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Monthly Archives: November 2011

Greek Walnut Cookies(Kourabiedes)

I love foods from all over the globe!  I love trying new and exotic foods and I love using those ingredients in my cooking.  You can travel to distant countries by eating the food from that region-it’s like going on a vacation at home!

This recipe came from a Greek friend when I was a teenager.  I’m sure it came from his Ya-Ya (grandmother).  These little bites are served at celebrations and especially at weddings and at Christmas.  They always are adorned by powdered sugar, but at Christmas a whole clove is added at the top.  This is to represent the gifts of the Magi. This kind of food history makes the cooking and the eating more special, don’t you think?

The recipe uses brandy (yum!) and orange flower water.  I’m sure that if you don’t like or can’t get the orange flower water, you can leave it out, but it’s flavor and aroma lend so much to the exotic characteristic of the cookie it would be a shame to omit it.

Definitely make sure to follow the directions-the dough should be crumbly to start!

The resting period is important too!  I promise that if you make these you’ll love them as much as we do!  The are pretty straightforward and don’t take too long to make.  Wonderful with tea!  The recipe and my tips follow.  Enjoy!

                                                                                                                   Greek Walnut Cookies (Original Recipe)

1 cup walnuts                                                1/2 cup confectioners


1 1/2 cups all-purpose flour                             1 large egg yolk

1/2 teaspoon baking powder                           1 tablespoon brandy

1/4 teaspoon salt                                                1 teaspoon vanilla

1/2 cup (1 stick) softened                      1 tablespoon orange flower

         unsalted butter                                                water

 confectioners sugar for dusting                    whole cloves (optional)

Toast the walnuts until golden, in the oven at 350 degrees F. or in a pan on the stovetop.  Let cool and then chop half the walnuts.  You should have 1/2 cup chopped walnuts.  Process the remaining walnuts until finely ground, you should have 1/4 cup.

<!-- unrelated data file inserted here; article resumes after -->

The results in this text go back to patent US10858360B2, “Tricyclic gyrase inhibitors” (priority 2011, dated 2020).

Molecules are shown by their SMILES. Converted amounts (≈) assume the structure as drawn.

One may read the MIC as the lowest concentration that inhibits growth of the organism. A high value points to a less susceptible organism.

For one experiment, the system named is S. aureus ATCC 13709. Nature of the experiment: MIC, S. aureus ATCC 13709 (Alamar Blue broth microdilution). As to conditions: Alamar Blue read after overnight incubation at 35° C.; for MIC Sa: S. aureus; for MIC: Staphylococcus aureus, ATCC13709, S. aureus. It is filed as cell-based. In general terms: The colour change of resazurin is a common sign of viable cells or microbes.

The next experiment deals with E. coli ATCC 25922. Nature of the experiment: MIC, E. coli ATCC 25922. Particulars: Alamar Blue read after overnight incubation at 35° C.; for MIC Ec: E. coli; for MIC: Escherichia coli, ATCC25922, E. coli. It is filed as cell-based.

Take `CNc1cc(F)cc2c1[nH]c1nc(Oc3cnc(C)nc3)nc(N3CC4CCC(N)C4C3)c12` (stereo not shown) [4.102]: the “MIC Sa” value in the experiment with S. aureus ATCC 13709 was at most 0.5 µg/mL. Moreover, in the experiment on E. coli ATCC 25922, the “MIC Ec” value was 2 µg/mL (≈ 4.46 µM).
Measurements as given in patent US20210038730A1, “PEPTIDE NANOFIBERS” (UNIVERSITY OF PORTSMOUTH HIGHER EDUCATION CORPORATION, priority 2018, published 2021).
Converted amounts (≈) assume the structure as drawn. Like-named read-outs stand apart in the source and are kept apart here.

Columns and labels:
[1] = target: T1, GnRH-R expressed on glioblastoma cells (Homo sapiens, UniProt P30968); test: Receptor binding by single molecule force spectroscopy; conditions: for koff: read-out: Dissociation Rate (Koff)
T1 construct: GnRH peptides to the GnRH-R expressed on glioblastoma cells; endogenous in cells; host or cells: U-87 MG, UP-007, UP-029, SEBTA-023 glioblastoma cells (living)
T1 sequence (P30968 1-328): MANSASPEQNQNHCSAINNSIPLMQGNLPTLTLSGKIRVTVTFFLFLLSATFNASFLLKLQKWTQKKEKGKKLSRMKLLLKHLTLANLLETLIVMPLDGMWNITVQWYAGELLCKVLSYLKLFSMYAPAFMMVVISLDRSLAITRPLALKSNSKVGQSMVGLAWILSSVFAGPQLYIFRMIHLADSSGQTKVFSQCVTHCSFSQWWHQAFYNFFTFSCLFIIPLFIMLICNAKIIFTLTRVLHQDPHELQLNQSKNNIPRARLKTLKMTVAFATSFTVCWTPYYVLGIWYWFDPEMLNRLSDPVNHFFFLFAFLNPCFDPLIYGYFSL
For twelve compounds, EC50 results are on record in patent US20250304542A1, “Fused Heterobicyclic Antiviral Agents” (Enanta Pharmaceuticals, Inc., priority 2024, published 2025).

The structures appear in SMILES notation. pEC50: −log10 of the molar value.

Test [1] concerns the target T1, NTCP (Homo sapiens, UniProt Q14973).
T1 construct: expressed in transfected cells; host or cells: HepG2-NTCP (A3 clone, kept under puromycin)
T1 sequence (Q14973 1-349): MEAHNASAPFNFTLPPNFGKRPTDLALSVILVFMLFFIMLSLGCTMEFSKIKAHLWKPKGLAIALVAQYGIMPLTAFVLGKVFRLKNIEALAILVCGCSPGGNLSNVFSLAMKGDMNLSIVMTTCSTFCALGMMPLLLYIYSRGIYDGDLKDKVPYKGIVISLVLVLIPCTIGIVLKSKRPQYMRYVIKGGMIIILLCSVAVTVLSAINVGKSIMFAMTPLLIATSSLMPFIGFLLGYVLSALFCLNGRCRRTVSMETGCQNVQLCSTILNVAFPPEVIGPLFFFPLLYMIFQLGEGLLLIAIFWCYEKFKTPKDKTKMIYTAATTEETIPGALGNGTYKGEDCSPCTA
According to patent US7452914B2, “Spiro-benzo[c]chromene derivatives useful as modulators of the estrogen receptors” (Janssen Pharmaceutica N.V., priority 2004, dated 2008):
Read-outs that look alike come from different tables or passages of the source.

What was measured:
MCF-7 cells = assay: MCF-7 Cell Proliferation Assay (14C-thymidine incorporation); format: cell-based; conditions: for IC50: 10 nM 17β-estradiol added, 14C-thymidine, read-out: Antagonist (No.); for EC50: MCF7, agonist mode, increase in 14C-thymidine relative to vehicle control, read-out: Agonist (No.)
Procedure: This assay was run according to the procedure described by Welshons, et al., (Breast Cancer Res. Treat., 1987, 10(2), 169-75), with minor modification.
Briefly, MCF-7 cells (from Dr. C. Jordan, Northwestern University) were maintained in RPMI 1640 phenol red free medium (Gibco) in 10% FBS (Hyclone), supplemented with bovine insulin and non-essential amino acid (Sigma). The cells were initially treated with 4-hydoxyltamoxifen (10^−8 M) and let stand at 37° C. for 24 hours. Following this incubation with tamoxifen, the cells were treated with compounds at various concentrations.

Stir together the chopped nuts, the ground nuts, flour, baking powder and salt in a bowl and reserve.

With an electric mixer, beat together the butter, sugar, egg yolk, brandy and vanilla until light and fluffy.  Use medium high speed-it should take between 5 and 8 minutes depending on your butter.

At the lowest speed stir the nut mixture into the butter mixture until it’s a crumbly dough.  Let the dough rest, covered, for 1 hour.

Preheat your oven to 350 degrees F.  Use silpat, parchment or nonstick spray on your cookie sheets.

Scoop about 1 inch pieces of dough out.  Roll into balls with the palms of your hands. Pinch ends to shape into football shaped ovals.  PLace a whole clove in center of each cookie, if using.  Bake 18-20 minutes, until the cookies start to take on color.

While the cookies are still warm, brush with orange flower water.  Don’t make them soggy, just give them the once over with a pastry brush, or sprinke wih your fingers.

Add confectioners sugar to a bag and gently toss a few cookies at a time with the sugar.  Remove and put on a rack until all the cookies have been sugared.  Serve.

Dough can be frozen for up to 2 weeks.  Baked cookies for up to 1 week in an airtight container or 2 weeks wrapped in plastic wrap and then aluminum foil and stored in the refrigerator.  Let them come to room temp and then dust with confectioner’s sugar.


1. Make sure you don’t overwork the dough-it changes the texture of the cookie!

2. I use a rounded  teaspoon scoop to help form the dough-they’re a tad smaller, but easier to roll.  Sometimes you have to reroll the balls because they crumble from the walnuts-it’s OK.

3. Don’t use too much orange flour water-it will cause the cookies to lose they’re crumbly texture.

4. And finally-DON’T eat the cloves-they’re a decoration and add a slight spiciness to the cookies.


Hello World!